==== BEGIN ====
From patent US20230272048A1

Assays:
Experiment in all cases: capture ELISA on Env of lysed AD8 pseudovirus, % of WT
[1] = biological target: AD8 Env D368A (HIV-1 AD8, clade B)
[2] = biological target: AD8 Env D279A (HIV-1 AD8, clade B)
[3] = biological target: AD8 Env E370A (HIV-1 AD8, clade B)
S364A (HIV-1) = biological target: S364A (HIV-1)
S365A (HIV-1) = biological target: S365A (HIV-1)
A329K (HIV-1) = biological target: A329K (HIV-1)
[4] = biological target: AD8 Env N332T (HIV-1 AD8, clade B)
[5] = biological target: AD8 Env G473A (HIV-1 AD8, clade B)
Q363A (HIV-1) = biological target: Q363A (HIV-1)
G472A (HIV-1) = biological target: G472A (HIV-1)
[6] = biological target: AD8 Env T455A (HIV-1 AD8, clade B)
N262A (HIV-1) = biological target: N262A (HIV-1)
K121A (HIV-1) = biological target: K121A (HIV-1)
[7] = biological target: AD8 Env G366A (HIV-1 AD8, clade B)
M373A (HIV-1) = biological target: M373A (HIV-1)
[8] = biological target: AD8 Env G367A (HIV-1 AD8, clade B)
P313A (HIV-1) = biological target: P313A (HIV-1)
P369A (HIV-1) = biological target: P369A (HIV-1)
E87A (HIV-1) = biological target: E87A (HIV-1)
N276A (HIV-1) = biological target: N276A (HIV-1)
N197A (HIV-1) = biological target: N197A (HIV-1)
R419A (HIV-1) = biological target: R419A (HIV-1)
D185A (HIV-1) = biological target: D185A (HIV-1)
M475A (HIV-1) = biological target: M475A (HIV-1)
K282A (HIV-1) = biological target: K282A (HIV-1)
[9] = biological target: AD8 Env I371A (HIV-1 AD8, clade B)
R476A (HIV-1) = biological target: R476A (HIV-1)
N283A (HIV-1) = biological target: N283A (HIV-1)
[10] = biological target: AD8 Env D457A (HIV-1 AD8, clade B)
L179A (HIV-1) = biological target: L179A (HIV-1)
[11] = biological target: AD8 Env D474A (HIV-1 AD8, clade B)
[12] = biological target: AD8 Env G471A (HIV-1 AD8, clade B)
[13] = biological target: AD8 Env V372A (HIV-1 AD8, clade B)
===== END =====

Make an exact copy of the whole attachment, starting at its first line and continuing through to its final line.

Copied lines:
From patent US20230272048A1

Assays:
Experiment in all cases: capture ELISA on Env of lysed AD8 pseudovirus, % of WT
[1] = biological target: AD8 Env D368A (HIV-1 AD8, clade B)
[2] = biological target: AD8 Env D279A (HIV-1 AD8, clade B)
[3] = biological target: AD8 Env E370A (HIV-1 AD8, clade B)
S364A (HIV-1) = biological target: S364A (HIV-1)
S365A (HIV-1) = biological target: S365A (HIV-1)
A329K (HIV-1) = biological target: A329K (HIV-1)
[4] = biological target: AD8 Env N332T (HIV-1 AD8, clade B)
[5] = biological target: AD8 Env G473A (HIV-1 AD8, clade B)
Q363A (HIV-1) = biological target: Q363A (HIV-1)
G472A (HIV-1) = biological target: G472A (HIV-1)
[6] = biological target: AD8 Env T455A (HIV-1 AD8, clade B)
N262A (HIV-1) = biological target: N262A (HIV-1)
K121A (HIV-1) = biological target: K121A (HIV-1)
[7] = biological target: AD8 Env G366A (HIV-1 AD8, clade B)
M373A (HIV-1) = biological target: M373A (HIV-1)
[8] = biological target: AD8 Env G367A (HIV-1 AD8, clade B)
P313A (HIV-1) = biological target: P313A (HIV-1)
P369A (HIV-1) = biological target: P369A (HIV-1)
E87A (HIV-1) = biological target: E87A (HIV-1)
N276A (HIV-1) = biological target: N276A (HIV-1)
N197A (HIV-1) = biological target: N197A (HIV-1)
R419A (HIV-1) = biological target: R419A (HIV-1)
D185A (HIV-1) = biological target: D185A (HIV-1)
M475A (HIV-1) = biological target: M475A (HIV-1)
K282A (HIV-1) = biological target: K282A (HIV-1)
[9] = biological target: AD8 Env I371A (HIV-1 AD8, clade B)
R476A (HIV-1) = biological target: R476A (HIV-1)
N283A (HIV-1) = biological target: N283A (HIV-1)
[10] = biological target: AD8 Env D457A (HIV-1 AD8, clade B)
L179A (HIV-1) = biological target: L179A (HIV-1)
[11] = biological target: AD8 Env D474A (HIV-1 AD8, clade B)
[12] = biological target: AD8 Env G471A (HIV-1 AD8, clade B)
[13] = biological target: AD8 Env V372A (HIV-1 AD8, clade B)